Franciscan Women and the Ecclesia Militans in Late-Imperial China

Saturday, January 7, 2012: 11:30 AM
Chicago Ballroom B (Chicago Marriott Downtown)
Anthony E. Clark, Whitworth University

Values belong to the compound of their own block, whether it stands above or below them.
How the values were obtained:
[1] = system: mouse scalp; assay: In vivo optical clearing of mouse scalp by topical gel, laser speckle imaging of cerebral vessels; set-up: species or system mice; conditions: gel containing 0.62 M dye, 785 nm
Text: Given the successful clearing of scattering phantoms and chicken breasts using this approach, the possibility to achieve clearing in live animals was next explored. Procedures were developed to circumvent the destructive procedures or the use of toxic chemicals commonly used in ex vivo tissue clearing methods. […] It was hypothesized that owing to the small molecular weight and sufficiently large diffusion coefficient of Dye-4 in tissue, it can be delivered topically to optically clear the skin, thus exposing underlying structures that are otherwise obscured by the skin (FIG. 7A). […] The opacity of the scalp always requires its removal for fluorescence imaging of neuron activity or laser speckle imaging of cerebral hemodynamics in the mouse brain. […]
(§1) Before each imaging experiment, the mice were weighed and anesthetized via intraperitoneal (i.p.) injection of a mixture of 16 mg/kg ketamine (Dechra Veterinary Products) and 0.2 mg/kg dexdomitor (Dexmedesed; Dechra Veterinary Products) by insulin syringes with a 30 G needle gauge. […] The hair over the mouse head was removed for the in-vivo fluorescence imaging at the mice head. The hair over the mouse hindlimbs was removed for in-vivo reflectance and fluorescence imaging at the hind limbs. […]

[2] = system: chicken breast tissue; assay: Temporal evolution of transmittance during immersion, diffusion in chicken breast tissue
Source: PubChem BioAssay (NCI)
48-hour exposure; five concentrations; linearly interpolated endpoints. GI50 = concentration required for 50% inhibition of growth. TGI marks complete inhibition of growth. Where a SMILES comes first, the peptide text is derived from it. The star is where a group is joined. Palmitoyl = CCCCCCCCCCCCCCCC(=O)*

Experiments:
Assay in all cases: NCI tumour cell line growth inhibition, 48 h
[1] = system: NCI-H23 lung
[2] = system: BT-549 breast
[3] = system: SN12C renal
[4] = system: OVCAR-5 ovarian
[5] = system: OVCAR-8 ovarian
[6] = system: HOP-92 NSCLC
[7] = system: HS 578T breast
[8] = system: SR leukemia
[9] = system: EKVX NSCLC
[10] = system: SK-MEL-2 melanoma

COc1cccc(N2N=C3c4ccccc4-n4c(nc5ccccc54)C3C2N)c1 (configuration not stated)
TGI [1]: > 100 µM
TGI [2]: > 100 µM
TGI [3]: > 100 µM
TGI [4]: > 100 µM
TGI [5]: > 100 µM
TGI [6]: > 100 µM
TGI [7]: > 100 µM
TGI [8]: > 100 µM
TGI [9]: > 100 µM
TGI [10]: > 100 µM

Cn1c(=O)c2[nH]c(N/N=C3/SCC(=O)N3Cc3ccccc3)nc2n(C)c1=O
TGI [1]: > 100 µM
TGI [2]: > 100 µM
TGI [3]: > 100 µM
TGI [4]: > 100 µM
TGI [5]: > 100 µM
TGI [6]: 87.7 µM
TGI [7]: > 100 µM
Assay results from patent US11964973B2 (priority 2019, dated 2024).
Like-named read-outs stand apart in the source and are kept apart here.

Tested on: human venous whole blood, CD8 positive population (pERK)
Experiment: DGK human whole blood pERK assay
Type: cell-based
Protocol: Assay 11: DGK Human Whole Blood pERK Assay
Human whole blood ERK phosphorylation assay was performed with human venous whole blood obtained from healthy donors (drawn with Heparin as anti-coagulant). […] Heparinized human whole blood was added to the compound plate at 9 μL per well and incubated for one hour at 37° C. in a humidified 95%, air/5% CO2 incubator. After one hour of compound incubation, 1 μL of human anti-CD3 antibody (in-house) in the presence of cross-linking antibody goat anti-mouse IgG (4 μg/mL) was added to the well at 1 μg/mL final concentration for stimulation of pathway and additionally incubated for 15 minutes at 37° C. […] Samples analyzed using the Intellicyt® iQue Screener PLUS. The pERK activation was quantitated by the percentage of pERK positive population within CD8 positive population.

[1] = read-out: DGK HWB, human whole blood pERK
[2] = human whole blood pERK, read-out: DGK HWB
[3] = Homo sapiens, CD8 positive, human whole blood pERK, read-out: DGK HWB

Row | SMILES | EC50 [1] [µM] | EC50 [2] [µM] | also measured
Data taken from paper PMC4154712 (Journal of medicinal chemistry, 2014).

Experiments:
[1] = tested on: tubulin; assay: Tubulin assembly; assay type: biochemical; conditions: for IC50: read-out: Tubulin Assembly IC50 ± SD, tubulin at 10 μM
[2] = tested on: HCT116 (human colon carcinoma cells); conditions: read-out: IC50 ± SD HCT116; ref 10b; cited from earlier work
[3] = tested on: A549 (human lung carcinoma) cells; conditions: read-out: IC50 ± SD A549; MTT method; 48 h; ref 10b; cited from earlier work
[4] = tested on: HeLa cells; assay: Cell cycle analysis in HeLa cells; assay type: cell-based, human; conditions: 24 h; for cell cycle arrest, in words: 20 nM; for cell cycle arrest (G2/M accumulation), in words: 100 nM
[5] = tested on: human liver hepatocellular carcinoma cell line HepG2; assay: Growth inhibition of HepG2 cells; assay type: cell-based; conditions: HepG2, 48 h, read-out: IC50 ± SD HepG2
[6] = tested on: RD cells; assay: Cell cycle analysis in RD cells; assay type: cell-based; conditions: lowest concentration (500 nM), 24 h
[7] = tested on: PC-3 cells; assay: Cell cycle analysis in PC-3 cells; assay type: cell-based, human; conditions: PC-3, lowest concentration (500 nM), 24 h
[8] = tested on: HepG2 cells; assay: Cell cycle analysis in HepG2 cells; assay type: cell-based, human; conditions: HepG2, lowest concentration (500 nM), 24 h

After China’s Boxer Uprising in 1900, a number of French hagiographers memorialized the martyrdoms of seven Franciscan women who, like the Carmelites of Francois Poulanc’s Dialogues des Carmélites, were reportedly beheaded one after the next while singing a Marian hymn in chorus. Despite, or perhaps in spite of, previous missionary attempts to confront China’s differences employing Matteo Ricci’s more accommodationist approach, which presumed the existence of East-West cultural intersections, the Franciscan nuns who travelled to Shanxi in 1899 presupposed their own martyrdom in a “hostile land.” The pre-martyrdom writings of the convent superior, Mother Marie Hermine de Jesus, F.M.M., (1866-1900), her conseurs, and the diocesan reports of two prelates, Gregorio Grassi, O.F.M., (1833-1900) and Francesco Fogolla, O.F.M., (1839-1900) provide unusual insight into the question of Franciscan accommodation within the cultural landscape of Qing (1644-1911) China. Relying their personal correspondences and archival records, this paper suggests that the Franciscan women who traveled to China in 1899, inculcated with an ecclesia militans view common of late-nineteenth-century missionaries, expected martyrdom more than successful conversions, and that the formative rhetoric of anticipated martyrdom imposed an a priori pejorative estimation of indigenous Chinese culture. Assumed antagonisms were in fact realized during the Boxer violence that swept through Shanxi from May until late July, 1900, and the subsequent beheadings of the seven Franciscan women killed under the command of Taiyuan’s governor, Yuxian (d. 1901), contributed to the ecclesia militans ethos disseminated in Franciscan (and Dominican) communities back in Europe. This paper seeks to provide a comparative framework within which to consider how the Jesuit accommodations of the Figurists were supplanted by the less accommodating Franciscan mission, motivated as it was in part by the Order’s expectation of martyrdom.